Maurice has recently returned from a short holiday in France, where he saw some species that we occasionally see locally, but others which have never been recorded here. The Hummingbird Hawk-Moth is usually recorded every summer in small numbers in Yorkshire, including my home buddleia bush, but we haven't seen one so far this year. The Beautiful Demoiselle is very scarce in East Yorkshire but can be tracked down in the very north of the county, although its flight season should be over this year. Here's a summary of Maurice's sightings in his own words: The wildlife tally was a bit disappointing, but then I didn't have my own car to go off all over the place. We had a good look round a big forest which didn't contain anything exotic, though May/June I'm sure would have been much better. Meadow Brown, Gatekeeper and Painted Lady everywhere. I did see a Swallowtail flying around the yard but it didn't stop for me. Also male and female Hen Harrier around the fields. Very agricultural area though rather than rural. They don't seem as big on set aside and hedgerows in France and much of the woodland is full of shooting stations! At night with the back door open a varied selection of moths. One flew in which I at first thought was a bat as it was so big and black. It flew around the house and disappeared up the chimney, so unfortunately I didn't get a good look at it! French Speckled Wood seem more orangey than ours. Some look like Walls at first glance. Claire saw Swallowtail at the roadside the week before I got there, but the farmers had considerately chopped down all the wild flowers along the field edges by the time I got there. Green and Great Spotted Peckers also around. The Map is interesting because the Spring brood is orange and the Summer brood black. One of the butterflies I was hoping to see, just in better condition. The Map and Sooty Copper aren't recorded locally to us in Yorkshire. Shame!

Wednesday, 19 August 2009

Damsels & Parasols

Banded Demoiselle

Parasol Mushroom
Tiger Beetle
I've been to a couple of Yorkshire Wildlife Trust reserves in the past few days. Today I went to the renowned Brockadale near Pontefract. When I eventually found the reserve it had great potential - it is an attractive mosaic of several habitats. However, I was probably a little late in the year for the best of the chalkland butterflies, and it became very overcast so there was only a trickle of butterflies seen, including: Gatekeeper, Meadow Brown, Speckled Wood and Green-veined White. It must be a great place in the early summer for breeding birds, but they were difficult to see. Nevertheless, I heard Green Woodpecker, Jay, Treecreeper, Bullfinch, Sparrowhawk, and I actually saw a Yellowhammer! The highlight of the trip was the sighting of 3 Banded Demoiselles, which cavorted in the sunshine before the clouds rolled in. A bloke reported a dead owl with a damaged wing. It sounded like a Tawny from his description, but I was without his dog when I went looking, so I was unable to confirm his ID. I popped in to Saltmarshe Delph on the way back & saw three Brown Hawkers, a Ruddy Darter, and some Hawkers with blue squares I wasn't near enough to identify. There were posters up about criminal damage, so there must have been some vandalism at the reserve, but the rundown hide, looked the same as always to me. Yesterday, I went looking on the heath at North Cliffe for the Small Coppers. There were at least 30 quite faded individuals on display, but they seemed reluctant to sit and pose, probably because I tried to approach soaked in the obligatory anti-mosquito spray. There were some large Hawkers on the southern part of the heath, but I wasn't able to get near them & I couldn't locate their perching places. I'm used to seeing plenty of Tiger Beetles on the heath in the spring, but this was the latest in the year I've ever seen one so far - one of its antennae looks damaged!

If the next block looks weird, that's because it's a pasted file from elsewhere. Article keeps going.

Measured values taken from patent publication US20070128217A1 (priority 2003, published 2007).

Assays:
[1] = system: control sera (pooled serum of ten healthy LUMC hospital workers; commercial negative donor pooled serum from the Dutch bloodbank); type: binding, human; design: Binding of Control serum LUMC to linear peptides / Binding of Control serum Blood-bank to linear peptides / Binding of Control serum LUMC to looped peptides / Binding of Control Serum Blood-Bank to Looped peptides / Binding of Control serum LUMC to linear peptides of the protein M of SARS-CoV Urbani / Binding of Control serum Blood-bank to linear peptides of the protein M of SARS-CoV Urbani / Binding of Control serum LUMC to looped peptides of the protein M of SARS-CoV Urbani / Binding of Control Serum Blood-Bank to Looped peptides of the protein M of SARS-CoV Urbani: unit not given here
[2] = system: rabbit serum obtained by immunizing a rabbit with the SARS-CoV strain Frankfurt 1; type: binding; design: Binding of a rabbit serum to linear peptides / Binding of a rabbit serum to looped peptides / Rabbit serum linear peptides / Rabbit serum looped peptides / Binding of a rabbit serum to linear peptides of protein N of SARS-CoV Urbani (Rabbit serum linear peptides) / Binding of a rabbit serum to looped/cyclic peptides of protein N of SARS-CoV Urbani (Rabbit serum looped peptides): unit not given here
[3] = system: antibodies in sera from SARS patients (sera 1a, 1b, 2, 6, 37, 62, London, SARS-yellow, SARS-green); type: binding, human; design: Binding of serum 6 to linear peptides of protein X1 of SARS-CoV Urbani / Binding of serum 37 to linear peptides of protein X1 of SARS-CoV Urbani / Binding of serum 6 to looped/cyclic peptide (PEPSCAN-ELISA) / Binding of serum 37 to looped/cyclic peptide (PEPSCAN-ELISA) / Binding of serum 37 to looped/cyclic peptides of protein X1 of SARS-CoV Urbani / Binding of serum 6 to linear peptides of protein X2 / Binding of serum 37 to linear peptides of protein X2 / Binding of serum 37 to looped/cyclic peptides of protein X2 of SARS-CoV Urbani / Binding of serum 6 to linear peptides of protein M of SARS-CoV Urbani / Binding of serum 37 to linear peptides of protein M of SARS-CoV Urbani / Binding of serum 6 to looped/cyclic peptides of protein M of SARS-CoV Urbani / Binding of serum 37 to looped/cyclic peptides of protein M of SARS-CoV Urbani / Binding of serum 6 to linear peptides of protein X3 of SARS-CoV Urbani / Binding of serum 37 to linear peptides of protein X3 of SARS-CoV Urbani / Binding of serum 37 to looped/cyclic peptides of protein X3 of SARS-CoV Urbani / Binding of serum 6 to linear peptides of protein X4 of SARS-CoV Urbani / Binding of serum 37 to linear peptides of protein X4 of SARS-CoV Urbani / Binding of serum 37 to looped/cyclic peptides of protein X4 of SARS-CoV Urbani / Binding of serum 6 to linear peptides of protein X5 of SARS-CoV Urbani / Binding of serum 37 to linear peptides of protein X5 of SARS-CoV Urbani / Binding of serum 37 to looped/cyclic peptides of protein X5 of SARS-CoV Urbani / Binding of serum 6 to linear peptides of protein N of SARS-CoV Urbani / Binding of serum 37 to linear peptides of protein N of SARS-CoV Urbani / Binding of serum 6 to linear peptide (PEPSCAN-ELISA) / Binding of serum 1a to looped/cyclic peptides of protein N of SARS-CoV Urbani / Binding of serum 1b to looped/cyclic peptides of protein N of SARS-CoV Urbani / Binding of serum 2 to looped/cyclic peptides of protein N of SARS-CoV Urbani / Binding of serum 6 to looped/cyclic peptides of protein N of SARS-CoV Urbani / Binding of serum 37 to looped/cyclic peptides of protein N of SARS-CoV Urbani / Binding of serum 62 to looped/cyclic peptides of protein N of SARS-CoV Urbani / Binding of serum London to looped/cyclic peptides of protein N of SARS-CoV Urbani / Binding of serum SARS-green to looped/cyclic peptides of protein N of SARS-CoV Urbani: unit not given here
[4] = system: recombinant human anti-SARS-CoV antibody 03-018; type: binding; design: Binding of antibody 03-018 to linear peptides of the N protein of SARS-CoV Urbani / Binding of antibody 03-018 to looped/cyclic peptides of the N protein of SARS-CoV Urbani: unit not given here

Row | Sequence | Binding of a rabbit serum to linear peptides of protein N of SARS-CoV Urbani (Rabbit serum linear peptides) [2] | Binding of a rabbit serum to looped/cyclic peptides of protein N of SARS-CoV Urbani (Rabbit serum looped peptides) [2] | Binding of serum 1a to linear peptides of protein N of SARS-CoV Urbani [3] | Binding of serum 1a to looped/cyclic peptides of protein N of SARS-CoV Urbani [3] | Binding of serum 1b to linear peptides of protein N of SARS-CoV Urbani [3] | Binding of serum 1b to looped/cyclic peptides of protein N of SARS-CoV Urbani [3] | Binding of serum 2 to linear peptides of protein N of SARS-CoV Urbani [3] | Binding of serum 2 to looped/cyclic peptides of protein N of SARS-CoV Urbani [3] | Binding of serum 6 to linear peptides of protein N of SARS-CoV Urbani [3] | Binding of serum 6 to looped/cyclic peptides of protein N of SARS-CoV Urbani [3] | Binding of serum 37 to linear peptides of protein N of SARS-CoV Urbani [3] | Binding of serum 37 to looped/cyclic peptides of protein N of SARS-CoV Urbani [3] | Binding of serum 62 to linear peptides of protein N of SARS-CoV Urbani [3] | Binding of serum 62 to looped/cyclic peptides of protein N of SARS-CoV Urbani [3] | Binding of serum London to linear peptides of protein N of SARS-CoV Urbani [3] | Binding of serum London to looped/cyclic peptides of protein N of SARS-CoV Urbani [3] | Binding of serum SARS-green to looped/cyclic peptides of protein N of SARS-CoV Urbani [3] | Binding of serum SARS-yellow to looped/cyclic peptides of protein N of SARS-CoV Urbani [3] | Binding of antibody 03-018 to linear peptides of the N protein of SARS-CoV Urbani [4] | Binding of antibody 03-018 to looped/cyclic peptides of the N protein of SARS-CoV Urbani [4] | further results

Tuesday, 18 August 2009

Sammy's Point Beauties

All pics on this post (c) 2009 Marcus Conway
Juvenile Cuckoo squelching caterpillar on barbed wire
If you look carefully you can see flecks of liquid leaving the caterpillar
left click on pic for more detail
Brown Argus - Thanks to Sean Clough for confirming ID
Common Blue
Small Copper
Small Copper
Small Heath
Ruddy Darter
Here's a selction of Marcus Conway's photos taken at Sammy's Point on Sunday afternoon. In addition to the species shown there were also Painted Ladies, Peacocks, Small Tortoiseshells, Wall Browns, and Large and Small Whites. The most unusual insect of the day was the Broad-Bodied Chaser - see previous post.